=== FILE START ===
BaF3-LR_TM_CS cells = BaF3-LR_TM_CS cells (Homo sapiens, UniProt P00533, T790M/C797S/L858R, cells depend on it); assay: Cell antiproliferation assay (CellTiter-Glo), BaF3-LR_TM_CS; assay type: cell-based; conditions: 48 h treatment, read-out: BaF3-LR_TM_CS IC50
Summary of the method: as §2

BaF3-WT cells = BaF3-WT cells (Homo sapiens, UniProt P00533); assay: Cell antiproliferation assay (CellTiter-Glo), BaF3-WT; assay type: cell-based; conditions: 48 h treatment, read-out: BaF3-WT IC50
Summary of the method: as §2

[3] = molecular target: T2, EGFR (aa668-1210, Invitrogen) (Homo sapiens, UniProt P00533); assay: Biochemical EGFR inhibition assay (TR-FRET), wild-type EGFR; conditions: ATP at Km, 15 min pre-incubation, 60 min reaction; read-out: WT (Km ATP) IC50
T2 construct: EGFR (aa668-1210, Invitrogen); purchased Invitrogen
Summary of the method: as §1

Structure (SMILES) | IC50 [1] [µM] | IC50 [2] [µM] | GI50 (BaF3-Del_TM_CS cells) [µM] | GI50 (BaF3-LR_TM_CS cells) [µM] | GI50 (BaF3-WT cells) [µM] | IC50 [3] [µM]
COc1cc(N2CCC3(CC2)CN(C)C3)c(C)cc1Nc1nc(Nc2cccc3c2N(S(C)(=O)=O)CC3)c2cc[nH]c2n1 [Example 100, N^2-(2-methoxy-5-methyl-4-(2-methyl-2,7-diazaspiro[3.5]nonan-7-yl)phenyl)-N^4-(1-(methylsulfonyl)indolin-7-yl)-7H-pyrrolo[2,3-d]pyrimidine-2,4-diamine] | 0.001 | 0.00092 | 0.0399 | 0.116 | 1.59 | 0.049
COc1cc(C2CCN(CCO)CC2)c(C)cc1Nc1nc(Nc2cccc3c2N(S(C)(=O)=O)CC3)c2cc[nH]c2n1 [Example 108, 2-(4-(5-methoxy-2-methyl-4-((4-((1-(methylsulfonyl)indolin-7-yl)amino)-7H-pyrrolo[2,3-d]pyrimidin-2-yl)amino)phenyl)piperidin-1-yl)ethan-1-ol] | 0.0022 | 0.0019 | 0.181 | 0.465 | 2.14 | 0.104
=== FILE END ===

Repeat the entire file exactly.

BaF3-LR_TM_CS cells = BaF3-LR_TM_CS cells (Homo sapiens, UniProt P00533, T790M/C797S/L858R, cells depend on it); assay: Cell antiproliferation assay (CellTiter-Glo), BaF3-LR_TM_CS; assay type: cell-based; conditions: 48 h treatment, read-out: BaF3-LR_TM_CS IC50
Summary of the method: as §2

BaF3-WT cells = BaF3-WT cells (Homo sapiens, UniProt P00533); assay: Cell antiproliferation assay (CellTiter-Glo), BaF3-WT; assay type: cell-based; conditions: 48 h treatment, read-out: BaF3-WT IC50
Summary of the method: as §2

[3] = molecular target: T2, EGFR (aa668-1210, Invitrogen) (Homo sapiens, UniProt P00533); assay: Biochemical EGFR inhibition assay (TR-FRET), wild-type EGFR; conditions: ATP at Km, 15 min pre-incubation, 60 min reaction; read-out: WT (Km ATP) IC50
T2 construct: EGFR (aa668-1210, Invitrogen); purchased Invitrogen
Summary of the method: as §1

Structure (SMILES) | IC50 [1] [µM] | IC50 [2] [µM] | GI50 (BaF3-Del_TM_CS cells) [µM] | GI50 (BaF3-LR_TM_CS cells) [µM] | GI50 (BaF3-WT cells) [µM] | IC50 [3] [µM]
COc1cc(N2CCC3(CC2)CN(C)C3)c(C)cc1Nc1nc(Nc2cccc3c2N(S(C)(=O)=O)CC3)c2cc[nH]c2n1 [Example 100, N^2-(2-methoxy-5-methyl-4-(2-methyl-2,7-diazaspiro[3.5]nonan-7-yl)phenyl)-N^4-(1-(methylsulfonyl)indolin-7-yl)-7H-pyrrolo[2,3-d]pyrimidine-2,4-diamine] | 0.001 | 0.00092 | 0.0399 | 0.116 | 1.59 | 0.049
COc1cc(C2CCN(CCO)CC2)c(C)cc1Nc1nc(Nc2cccc3c2N(S(C)(=O)=O)CC3)c2cc[nH]c2n1 [Example 108, 2-(4-(5-methoxy-2-methyl-4-((4-((1-(methylsulfonyl)indolin-7-yl)amino)-7H-pyrrolo[2,3-d]pyrimidin-2-yl)amino)phenyl)piperidin-1-yl)ethan-1-ol] | 0.0022 | 0.0019 | 0.181 | 0.465 | 2.14 | 0.104